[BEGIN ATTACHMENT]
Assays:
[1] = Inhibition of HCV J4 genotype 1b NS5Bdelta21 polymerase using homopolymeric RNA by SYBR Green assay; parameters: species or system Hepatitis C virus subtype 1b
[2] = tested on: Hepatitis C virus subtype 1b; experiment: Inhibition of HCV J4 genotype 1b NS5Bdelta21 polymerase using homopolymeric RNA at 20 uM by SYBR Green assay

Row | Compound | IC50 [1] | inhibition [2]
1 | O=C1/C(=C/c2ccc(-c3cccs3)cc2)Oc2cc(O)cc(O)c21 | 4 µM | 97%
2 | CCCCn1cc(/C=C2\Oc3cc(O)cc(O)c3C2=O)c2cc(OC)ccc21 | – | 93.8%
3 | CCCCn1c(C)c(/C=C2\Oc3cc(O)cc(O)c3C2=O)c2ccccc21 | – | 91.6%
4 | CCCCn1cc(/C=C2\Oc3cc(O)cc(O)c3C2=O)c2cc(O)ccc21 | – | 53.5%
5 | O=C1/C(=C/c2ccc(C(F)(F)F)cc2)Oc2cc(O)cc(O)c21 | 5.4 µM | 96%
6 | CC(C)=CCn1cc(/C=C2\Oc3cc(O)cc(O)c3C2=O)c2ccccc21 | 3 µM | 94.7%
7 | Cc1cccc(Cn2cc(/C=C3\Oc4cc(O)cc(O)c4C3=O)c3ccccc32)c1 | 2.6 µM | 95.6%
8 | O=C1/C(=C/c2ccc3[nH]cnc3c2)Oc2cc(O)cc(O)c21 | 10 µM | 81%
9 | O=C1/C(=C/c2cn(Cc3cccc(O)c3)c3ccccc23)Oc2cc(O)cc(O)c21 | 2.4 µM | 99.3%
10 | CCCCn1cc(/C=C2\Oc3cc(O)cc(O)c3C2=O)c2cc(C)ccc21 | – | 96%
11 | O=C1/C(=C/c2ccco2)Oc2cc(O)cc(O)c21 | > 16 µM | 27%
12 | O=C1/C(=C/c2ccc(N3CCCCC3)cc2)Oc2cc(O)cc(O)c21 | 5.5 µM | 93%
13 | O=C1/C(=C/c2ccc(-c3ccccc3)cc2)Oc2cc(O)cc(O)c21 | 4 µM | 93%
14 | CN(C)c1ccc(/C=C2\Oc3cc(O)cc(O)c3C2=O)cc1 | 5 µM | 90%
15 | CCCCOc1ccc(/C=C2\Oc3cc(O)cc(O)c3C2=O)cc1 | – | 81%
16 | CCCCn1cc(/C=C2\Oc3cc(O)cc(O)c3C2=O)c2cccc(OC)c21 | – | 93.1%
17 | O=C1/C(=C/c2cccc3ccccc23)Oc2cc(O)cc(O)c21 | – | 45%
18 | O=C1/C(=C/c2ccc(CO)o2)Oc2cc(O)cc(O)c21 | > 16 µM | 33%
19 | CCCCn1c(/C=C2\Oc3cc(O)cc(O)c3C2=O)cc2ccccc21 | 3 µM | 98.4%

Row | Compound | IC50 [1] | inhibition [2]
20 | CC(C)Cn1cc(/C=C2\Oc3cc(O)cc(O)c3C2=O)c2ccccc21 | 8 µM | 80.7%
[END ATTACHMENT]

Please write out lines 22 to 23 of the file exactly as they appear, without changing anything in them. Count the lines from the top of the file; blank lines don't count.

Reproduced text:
18 | O=C1/C(=C/c2ccc(CO)o2)Oc2cc(O)cc(O)c21 | > 16 µM | 33%
19 | CCCCn1c(/C=C2\Oc3cc(O)cc(O)c3C2=O)cc2ccccc21 | 3 µM | 98.4%